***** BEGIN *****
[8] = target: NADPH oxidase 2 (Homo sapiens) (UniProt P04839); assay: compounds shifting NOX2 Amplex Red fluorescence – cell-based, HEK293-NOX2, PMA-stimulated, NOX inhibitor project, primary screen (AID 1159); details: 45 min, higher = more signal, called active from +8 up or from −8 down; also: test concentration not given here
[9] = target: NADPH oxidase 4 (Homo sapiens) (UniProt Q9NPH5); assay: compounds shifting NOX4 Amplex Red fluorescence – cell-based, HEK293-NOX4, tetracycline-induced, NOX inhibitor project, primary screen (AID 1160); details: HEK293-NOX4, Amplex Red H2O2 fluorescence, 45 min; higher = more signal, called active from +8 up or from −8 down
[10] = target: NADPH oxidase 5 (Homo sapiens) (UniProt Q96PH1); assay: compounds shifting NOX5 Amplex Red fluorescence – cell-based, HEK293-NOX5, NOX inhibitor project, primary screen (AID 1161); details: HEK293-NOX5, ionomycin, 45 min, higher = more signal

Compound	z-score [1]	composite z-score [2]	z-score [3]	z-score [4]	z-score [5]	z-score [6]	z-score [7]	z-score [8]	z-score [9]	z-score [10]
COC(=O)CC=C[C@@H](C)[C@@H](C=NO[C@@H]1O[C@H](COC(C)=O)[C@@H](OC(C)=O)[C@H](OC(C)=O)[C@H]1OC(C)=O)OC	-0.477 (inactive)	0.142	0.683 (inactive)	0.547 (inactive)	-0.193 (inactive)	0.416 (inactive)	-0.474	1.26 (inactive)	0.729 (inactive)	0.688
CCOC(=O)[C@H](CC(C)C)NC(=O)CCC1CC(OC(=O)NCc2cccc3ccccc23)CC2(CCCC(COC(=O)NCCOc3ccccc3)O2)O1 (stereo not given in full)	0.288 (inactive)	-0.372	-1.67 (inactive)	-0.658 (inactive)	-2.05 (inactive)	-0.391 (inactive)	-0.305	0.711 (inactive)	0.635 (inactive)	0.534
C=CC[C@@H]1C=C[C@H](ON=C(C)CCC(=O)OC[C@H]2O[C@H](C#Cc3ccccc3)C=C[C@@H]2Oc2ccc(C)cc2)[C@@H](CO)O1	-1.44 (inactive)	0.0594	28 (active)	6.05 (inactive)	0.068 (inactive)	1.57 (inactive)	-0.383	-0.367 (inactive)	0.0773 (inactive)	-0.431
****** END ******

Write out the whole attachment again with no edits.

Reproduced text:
[8] = target: NADPH oxidase 2 (Homo sapiens) (UniProt P04839); assay: compounds shifting NOX2 Amplex Red fluorescence – cell-based, HEK293-NOX2, PMA-stimulated, NOX inhibitor project, primary screen (AID 1159); details: 45 min, higher = more signal, called active from +8 up or from −8 down; also: test concentration not given here
[9] = target: NADPH oxidase 4 (Homo sapiens) (UniProt Q9NPH5); assay: compounds shifting NOX4 Amplex Red fluorescence – cell-based, HEK293-NOX4, tetracycline-induced, NOX inhibitor project, primary screen (AID 1160); details: HEK293-NOX4, Amplex Red H2O2 fluorescence, 45 min; higher = more signal, called active from +8 up or from −8 down
[10] = target: NADPH oxidase 5 (Homo sapiens) (UniProt Q96PH1); assay: compounds shifting NOX5 Amplex Red fluorescence – cell-based, HEK293-NOX5, NOX inhibitor project, primary screen (AID 1161); details: HEK293-NOX5, ionomycin, 45 min, higher = more signal

Compound	z-score [1]	composite z-score [2]	z-score [3]	z-score [4]	z-score [5]	z-score [6]	z-score [7]	z-score [8]	z-score [9]	z-score [10]
COC(=O)CC=C[C@@H](C)[C@@H](C=NO[C@@H]1O[C@H](COC(C)=O)[C@@H](OC(C)=O)[C@H](OC(C)=O)[C@H]1OC(C)=O)OC	-0.477 (inactive)	0.142	0.683 (inactive)	0.547 (inactive)	-0.193 (inactive)	0.416 (inactive)	-0.474	1.26 (inactive)	0.729 (inactive)	0.688
CCOC(=O)[C@H](CC(C)C)NC(=O)CCC1CC(OC(=O)NCc2cccc3ccccc23)CC2(CCCC(COC(=O)NCCOc3ccccc3)O2)O1 (stereo not given in full)	0.288 (inactive)	-0.372	-1.67 (inactive)	-0.658 (inactive)	-2.05 (inactive)	-0.391 (inactive)	-0.305	0.711 (inactive)	0.635 (inactive)	0.534
C=CC[C@@H]1C=C[C@H](ON=C(C)CCC(=O)OC[C@H]2O[C@H](C#Cc3ccccc3)C=C[C@@H]2Oc2ccc(C)cc2)[C@@H](CO)O1	-1.44 (inactive)	0.0594	28 (active)	6.05 (inactive)	0.068 (inactive)	1.57 (inactive)	-0.383	-0.367 (inactive)	0.0773 (inactive)	-0.431